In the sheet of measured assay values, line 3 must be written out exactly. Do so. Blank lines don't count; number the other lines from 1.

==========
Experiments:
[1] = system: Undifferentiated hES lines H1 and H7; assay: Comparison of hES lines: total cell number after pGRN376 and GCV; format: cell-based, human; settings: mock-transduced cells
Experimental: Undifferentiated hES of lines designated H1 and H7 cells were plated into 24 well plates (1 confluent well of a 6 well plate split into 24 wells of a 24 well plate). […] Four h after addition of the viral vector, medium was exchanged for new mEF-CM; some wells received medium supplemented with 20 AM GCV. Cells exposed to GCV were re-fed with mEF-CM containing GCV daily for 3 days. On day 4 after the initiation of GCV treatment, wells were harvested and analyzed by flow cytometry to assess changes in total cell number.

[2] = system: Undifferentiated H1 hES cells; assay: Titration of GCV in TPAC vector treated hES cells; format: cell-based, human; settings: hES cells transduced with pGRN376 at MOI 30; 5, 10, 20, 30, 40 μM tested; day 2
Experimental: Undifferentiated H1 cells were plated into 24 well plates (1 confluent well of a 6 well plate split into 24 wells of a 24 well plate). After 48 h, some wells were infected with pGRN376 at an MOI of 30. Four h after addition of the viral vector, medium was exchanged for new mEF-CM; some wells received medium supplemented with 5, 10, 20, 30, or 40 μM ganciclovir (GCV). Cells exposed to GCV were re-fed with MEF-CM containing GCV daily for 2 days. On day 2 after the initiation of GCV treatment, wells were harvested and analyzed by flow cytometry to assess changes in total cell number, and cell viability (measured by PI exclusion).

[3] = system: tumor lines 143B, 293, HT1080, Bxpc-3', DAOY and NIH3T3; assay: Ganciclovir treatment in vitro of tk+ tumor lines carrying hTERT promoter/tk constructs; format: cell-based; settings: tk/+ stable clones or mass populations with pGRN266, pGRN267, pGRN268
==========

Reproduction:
Experimental: Undifferentiated hES of lines designated H1 and H7 cells were plated into 24 well plates (1 confluent well of a 6 well plate split into 24 wells of a 24 well plate). […] Four h after addition of the viral vector, medium was exchanged for new mEF-CM; some wells received medium supplemented with 20 AM GCV. Cells exposed to GCV were re-fed with mEF-CM containing GCV daily for 3 days. On day 4 after the initiation of GCV treatment, wells were harvested and analyzed by flow cytometry to assess changes in total cell number.